Having read the book (and the papers, and the articles, and heard the lectures, and seen the TV programmes), am I convinced? No. Stanford hasn’t proved his case and in my (non-expert) opinion, I think he’s barking up the wrong tree.

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  • CMD
    replied
    Bill, IMHO, reading a book and having the ability to read it critically is considered normal, not ridicule.
    Critiquing a theory or hypothesis is normal and constructive, not destructive. You know not everyone accepts their thesis wholeheartedly. Personally, I would pay to listen to a debate with Roger and Bob Young from PROS on one side, and Stanford and Bradley on the other. I certainly don't fault your impassioned defence of the Solutrean hypothesis, but there are times I think you support it even more then Stanford and Bradley do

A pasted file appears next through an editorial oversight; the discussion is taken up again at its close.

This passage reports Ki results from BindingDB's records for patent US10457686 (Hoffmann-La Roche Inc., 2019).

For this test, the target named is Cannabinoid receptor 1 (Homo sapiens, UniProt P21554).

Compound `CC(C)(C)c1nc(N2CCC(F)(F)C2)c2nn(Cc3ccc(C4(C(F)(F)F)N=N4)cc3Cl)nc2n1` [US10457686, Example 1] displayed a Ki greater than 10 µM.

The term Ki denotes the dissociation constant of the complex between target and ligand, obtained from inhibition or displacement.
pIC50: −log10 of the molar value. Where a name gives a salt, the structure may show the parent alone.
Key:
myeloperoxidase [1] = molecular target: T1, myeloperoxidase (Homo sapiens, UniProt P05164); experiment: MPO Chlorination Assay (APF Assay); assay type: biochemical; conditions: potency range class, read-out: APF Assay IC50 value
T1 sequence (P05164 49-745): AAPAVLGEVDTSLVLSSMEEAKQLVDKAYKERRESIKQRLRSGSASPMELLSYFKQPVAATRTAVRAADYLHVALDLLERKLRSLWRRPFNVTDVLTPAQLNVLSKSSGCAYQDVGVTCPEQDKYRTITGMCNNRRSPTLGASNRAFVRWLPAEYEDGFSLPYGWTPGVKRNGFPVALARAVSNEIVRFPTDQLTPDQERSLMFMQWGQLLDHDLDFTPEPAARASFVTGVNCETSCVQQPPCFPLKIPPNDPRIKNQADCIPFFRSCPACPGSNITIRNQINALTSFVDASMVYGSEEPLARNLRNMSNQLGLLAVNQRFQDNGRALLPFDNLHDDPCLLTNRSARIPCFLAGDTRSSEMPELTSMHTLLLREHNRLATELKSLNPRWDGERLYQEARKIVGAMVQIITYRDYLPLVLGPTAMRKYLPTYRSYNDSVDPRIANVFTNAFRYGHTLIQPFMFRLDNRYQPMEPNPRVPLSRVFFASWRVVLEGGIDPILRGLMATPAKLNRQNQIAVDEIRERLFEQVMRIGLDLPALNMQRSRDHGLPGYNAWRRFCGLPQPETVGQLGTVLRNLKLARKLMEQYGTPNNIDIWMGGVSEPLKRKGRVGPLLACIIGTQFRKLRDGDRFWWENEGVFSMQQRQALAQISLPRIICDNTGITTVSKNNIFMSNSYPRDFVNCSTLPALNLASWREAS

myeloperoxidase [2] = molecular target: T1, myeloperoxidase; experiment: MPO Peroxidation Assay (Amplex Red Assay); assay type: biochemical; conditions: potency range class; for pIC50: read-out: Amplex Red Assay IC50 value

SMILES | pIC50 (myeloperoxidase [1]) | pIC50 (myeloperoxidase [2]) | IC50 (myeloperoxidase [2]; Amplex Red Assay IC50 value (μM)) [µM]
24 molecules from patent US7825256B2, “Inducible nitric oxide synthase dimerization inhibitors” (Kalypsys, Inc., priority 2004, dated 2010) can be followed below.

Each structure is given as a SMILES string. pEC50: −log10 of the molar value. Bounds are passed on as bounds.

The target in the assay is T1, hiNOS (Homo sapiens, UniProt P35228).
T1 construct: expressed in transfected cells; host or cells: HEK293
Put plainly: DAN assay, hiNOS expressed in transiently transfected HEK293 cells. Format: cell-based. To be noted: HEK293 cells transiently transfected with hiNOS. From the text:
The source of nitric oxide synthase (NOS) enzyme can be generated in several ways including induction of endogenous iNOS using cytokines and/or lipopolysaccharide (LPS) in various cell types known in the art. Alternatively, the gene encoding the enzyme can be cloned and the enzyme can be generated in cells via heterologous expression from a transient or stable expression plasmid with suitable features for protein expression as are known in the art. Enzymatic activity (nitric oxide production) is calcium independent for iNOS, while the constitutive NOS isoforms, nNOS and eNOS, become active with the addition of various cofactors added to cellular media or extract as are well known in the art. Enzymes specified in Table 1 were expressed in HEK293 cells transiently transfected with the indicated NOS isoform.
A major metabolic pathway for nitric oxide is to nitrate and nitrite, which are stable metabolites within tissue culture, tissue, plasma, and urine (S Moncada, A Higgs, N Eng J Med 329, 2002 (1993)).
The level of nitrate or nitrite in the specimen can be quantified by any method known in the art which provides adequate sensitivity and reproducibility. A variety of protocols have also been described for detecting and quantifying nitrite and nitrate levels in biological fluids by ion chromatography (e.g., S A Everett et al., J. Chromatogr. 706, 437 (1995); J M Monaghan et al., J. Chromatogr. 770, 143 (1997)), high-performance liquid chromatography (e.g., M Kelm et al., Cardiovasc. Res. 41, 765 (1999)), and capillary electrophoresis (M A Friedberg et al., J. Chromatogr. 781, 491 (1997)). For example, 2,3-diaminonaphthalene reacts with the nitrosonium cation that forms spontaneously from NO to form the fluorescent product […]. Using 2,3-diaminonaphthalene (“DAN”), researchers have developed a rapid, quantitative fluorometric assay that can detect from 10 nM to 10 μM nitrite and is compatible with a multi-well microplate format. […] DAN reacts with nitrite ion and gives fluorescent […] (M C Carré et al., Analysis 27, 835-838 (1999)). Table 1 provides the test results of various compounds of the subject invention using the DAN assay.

And Bill, if I haven't told you before, I appreciate your enthusiasm for the subject of the peopling of the Americas. It's an enthusiasm and an excitement I very much share. I'm very glad I lived to enjoy these heady times in American archaeology!

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  • Bill
    replied
    Ha ha, aw Pain you are really a funny bloke but if you have read Drs. Stanford and Bradley’s book, Across Atlantic Ice then it sounds to me like your only goal was to make an unconstructive (failed!) attempt to ridicule their effort. That is not cool however why don't you send them an email about complaints. :silly:  :side:  :lol:

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  • painshill
    replied
    Have read the book. Can't wait for the film. I would suggest:
    Production by: Paramount
    Scripting by: DreamWorks
    Lead actor: Mel Gibson
    Lead actress: Halle Berry (dressed in a suitably small furry bikini)*